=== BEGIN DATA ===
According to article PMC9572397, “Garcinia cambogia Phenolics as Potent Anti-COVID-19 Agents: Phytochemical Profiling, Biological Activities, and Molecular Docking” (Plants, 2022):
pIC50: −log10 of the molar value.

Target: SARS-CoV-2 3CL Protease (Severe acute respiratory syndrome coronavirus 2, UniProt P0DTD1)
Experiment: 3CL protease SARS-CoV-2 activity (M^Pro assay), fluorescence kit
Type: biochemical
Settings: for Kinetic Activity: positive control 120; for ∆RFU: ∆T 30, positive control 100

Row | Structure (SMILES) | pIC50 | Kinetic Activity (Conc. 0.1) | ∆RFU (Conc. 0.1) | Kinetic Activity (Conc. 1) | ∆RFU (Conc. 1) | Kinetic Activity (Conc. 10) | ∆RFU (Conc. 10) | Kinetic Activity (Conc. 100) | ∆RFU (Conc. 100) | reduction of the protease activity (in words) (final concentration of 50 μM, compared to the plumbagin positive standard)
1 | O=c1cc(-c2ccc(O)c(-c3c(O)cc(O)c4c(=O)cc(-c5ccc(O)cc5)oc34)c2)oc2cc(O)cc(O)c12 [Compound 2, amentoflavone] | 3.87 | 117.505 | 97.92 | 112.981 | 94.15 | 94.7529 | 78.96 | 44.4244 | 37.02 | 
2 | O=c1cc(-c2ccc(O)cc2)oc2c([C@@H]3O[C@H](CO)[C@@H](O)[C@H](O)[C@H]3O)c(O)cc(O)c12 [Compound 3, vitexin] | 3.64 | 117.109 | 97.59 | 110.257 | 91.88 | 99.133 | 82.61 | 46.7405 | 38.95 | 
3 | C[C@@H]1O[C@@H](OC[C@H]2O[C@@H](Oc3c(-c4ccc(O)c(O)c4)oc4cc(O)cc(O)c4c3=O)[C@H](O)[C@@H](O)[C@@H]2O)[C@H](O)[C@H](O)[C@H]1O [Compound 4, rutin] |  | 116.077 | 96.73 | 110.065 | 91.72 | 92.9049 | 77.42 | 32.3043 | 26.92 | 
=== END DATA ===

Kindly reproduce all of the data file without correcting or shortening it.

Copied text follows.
According to article PMC9572397, “Garcinia cambogia Phenolics as Potent Anti-COVID-19 Agents: Phytochemical Profiling, Biological Activities, and Molecular Docking” (Plants, 2022):
pIC50: −log10 of the molar value.

Target: SARS-CoV-2 3CL Protease (Severe acute respiratory syndrome coronavirus 2, UniProt P0DTD1)
Experiment: 3CL protease SARS-CoV-2 activity (M^Pro assay), fluorescence kit
Type: biochemical
Settings: for Kinetic Activity: positive control 120; for ∆RFU: ∆T 30, positive control 100

Row | Structure (SMILES) | pIC50 | Kinetic Activity (Conc. 0.1) | ∆RFU (Conc. 0.1) | Kinetic Activity (Conc. 1) | ∆RFU (Conc. 1) | Kinetic Activity (Conc. 10) | ∆RFU (Conc. 10) | Kinetic Activity (Conc. 100) | ∆RFU (Conc. 100) | reduction of the protease activity (in words) (final concentration of 50 μM, compared to the plumbagin positive standard)
1 | O=c1cc(-c2ccc(O)c(-c3c(O)cc(O)c4c(=O)cc(-c5ccc(O)cc5)oc34)c2)oc2cc(O)cc(O)c12 [Compound 2, amentoflavone] | 3.87 | 117.505 | 97.92 | 112.981 | 94.15 | 94.7529 | 78.96 | 44.4244 | 37.02 | 
2 | O=c1cc(-c2ccc(O)cc2)oc2c([C@@H]3O[C@H](CO)[C@@H](O)[C@H](O)[C@H]3O)c(O)cc(O)c12 [Compound 3, vitexin] | 3.64 | 117.109 | 97.59 | 110.257 | 91.88 | 99.133 | 82.61 | 46.7405 | 38.95 | 
3 | C[C@@H]1O[C@@H](OC[C@H]2O[C@@H](Oc3c(-c4ccc(O)c(O)c4)oc4cc(O)cc(O)c4c3=O)[C@H](O)[C@@H](O)[C@@H]2O)[C@H](O)[C@H](O)[C@H]1O [Compound 4, rutin] |  | 116.077 | 96.73 | 110.065 | 91.72 | 92.9049 | 77.42 | 32.3043 | 26.92 | 